Back to the history lesson: You can’t keep a good concept down, and it wasn’t long before the tiny deli/carryout expanded into a full-service, sit-down eatery in Lewes – complete with a bar and wood-fired pizzas. Fast-forward to when the old Ocean Liquors in Rehoboth’s Shore Plaza morphed into yet another Touch of Italy. Shortly thereafter, Ciprietti’s friendship with Ocean City’s Harrison Group hoteliers gave birth to Touch of Italy No. 3 tucked into the hi-rise Holiday Inn at 67th and the ocean.

A couple of summers ago, Touch of Italy took on the entire food and beverage services at the Sunset Island Clubhouse on the bay in Ocean City. Complete with two swimming pools, live music, indoor and outdoor dining, and a tiki bar on the sand, Sunset Island’s menu has taken on a life of its own. In fact, some of the new goodies on Touch of Italy menus were created there.

And the beat goes on. The Rehoboth Touch of Italy is about to expand into an adjacent space at Shore Plaza, complete with event rooms, a demo kitchen and additional seating for the restaurant. In Ocean City, a huge outdoor dining area added this summer almost doubles the seating in the restaurant. The cozy, grotto-like setting is complete with fountains, international décor and huge Italian murals, created by none other than award-winning artist John Donato. And, trust me, there’s more to come.

Bob Ciprietti is the first to insist that none of this would have been possible were it not for his closely knit family of friends and employees. Lisa Doak keeps the catering side of Touch of Italy running smoothly. She started out as a board member of the culinary scholarship foundation that I share with TOI, and her organizational skills have increased the catering business substantially. Regional Manager Matty Pfau started 10 years ago as a server in the Lewes restaurant. He quickly progressed into managerial positions and now controls the day-to-day operations at all the facilities. Matty is never without a smile and that infectious laugh.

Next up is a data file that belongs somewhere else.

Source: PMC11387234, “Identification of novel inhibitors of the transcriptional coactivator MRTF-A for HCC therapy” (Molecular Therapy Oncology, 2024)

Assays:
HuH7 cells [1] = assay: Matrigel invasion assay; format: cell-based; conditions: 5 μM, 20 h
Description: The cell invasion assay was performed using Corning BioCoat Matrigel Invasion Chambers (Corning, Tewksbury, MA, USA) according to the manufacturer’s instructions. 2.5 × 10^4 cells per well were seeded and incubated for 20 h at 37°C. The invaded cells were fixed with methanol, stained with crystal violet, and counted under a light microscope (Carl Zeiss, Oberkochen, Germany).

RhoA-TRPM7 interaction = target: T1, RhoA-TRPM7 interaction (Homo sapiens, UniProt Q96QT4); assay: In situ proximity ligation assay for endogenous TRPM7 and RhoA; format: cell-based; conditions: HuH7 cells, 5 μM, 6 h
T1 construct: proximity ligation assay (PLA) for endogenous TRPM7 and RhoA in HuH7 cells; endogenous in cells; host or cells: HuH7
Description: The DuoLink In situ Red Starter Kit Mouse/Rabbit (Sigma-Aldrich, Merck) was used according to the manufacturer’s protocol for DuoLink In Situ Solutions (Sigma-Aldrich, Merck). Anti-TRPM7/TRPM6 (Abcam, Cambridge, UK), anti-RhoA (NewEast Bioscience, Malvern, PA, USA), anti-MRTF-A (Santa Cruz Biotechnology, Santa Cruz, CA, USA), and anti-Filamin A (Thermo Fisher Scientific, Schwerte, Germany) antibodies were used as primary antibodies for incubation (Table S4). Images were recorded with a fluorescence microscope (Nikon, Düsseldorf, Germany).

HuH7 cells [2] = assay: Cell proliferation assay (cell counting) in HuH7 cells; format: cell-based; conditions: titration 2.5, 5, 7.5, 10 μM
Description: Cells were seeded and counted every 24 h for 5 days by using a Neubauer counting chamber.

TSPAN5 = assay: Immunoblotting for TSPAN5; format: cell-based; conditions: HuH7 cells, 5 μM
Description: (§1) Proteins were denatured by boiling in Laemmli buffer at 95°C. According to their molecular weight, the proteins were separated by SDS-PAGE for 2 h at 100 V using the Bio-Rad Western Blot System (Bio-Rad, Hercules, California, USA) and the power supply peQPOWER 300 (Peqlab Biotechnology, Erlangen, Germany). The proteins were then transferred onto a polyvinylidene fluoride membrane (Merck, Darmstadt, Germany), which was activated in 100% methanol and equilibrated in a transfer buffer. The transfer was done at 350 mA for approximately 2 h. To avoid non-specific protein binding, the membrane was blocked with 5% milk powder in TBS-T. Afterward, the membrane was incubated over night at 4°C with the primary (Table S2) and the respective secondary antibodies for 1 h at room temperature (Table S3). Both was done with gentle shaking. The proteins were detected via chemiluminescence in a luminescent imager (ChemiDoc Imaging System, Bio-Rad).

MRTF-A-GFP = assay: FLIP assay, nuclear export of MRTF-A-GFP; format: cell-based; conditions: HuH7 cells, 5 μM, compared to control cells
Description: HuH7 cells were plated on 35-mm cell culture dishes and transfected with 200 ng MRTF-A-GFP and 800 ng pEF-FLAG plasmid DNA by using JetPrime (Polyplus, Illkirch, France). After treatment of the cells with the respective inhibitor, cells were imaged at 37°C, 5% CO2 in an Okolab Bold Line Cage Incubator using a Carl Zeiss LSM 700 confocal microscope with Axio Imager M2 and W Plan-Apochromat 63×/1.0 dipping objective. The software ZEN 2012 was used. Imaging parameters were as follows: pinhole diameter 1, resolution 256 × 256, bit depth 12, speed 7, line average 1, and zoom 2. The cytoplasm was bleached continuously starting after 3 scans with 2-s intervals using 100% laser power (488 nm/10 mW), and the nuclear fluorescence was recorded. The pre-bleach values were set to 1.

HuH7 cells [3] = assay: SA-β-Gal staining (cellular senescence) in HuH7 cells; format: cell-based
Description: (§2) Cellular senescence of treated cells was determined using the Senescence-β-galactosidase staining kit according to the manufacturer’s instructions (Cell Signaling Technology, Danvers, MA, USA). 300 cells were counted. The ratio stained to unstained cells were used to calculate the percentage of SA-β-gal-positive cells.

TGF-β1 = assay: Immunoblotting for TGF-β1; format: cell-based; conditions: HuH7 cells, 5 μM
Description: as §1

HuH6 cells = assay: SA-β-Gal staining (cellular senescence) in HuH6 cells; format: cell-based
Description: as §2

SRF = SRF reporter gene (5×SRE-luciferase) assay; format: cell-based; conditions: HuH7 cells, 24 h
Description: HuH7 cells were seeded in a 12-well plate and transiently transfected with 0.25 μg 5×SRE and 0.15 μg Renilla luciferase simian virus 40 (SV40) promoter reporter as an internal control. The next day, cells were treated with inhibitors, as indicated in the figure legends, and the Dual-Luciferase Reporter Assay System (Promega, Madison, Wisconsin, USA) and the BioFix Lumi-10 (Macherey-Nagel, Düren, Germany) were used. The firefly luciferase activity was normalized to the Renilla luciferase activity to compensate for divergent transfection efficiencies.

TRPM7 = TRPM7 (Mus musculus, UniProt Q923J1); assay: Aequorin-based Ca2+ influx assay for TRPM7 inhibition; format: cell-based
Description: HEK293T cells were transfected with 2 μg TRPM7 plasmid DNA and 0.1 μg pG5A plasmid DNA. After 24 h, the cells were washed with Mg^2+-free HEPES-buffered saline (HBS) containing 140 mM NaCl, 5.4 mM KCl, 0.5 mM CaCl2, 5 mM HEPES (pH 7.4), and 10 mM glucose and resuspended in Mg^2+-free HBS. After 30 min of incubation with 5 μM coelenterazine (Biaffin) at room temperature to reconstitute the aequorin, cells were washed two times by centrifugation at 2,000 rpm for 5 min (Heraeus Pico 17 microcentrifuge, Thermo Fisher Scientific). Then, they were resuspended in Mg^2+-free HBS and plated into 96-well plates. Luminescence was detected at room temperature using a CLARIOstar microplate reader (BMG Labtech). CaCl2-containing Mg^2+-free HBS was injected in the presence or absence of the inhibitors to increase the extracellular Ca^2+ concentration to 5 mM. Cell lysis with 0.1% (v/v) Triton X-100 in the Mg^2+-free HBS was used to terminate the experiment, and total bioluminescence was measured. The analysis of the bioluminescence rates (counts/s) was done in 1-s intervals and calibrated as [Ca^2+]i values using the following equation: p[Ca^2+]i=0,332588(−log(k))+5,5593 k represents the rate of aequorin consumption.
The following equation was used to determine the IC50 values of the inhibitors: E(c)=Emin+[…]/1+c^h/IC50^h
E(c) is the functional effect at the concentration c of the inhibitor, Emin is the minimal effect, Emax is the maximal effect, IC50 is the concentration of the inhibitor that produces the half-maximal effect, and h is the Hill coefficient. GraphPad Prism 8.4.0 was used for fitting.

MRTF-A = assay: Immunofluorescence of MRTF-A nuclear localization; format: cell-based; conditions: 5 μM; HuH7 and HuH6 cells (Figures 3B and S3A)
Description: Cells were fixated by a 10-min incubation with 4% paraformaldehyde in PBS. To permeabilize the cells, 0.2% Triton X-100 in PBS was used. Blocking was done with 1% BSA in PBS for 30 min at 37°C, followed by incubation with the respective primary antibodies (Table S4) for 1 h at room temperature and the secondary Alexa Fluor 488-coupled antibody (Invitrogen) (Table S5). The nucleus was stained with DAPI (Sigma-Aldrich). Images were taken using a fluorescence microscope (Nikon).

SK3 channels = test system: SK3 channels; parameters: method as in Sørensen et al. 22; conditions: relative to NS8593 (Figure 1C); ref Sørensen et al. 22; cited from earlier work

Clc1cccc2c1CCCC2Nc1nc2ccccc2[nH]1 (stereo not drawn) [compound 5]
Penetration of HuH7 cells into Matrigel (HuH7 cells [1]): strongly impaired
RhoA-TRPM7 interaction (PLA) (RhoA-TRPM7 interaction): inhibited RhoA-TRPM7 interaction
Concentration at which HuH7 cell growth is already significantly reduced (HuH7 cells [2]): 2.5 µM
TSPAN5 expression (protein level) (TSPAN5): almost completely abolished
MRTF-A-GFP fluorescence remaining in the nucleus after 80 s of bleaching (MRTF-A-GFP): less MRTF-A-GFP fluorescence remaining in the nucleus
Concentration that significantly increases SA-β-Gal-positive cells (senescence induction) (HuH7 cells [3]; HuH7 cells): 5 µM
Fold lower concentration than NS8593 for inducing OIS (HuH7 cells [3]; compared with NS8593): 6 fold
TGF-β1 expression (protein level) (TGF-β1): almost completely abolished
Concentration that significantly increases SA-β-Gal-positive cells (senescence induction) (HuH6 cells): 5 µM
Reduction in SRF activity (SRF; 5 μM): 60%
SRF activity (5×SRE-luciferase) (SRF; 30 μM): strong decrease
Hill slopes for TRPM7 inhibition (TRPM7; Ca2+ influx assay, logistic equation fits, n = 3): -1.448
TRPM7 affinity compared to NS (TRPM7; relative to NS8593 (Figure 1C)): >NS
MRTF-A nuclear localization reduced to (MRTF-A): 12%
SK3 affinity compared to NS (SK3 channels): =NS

Another devoted member of the Touch of Italy team is Peter Todd Scioli. “PT” is Italian through and through. He keeps the Sunset Island operation in good order, but, like the Energizer Bunny (and Ciprietti), can magically materialize at any of the stores at any time. He’s known for his impromptu Facebook Live presentations at various events. They are always hilarious.

All the restaurants have a retail marketplace adjacent to the deli cases. Traditional specialties include freshly baked Italian loaves, imported pastas, olive oils and balsamic vinegars, as well as cheeses and menu items for grab ‘n’ go. The bakery case overflows with a tantalizing mélange of Italian cookies, cakes and pastries.

The continued success of Touch of Italy and similarly well-run restaurants has helped attract even more expanded menus, concepts and dining choices here to the beach. I think we’re ready for them.

  • So many restaurants, so little time! Food writer Bob Yesbek gives readers a sneak peek behind the scenes, exposing the inner workings of the local culinary industry, from the farm to the table and everything in between. He can be reached at byesbek@capegazette.com.

Subscribe to the CapeGazette.com Daily Newsletter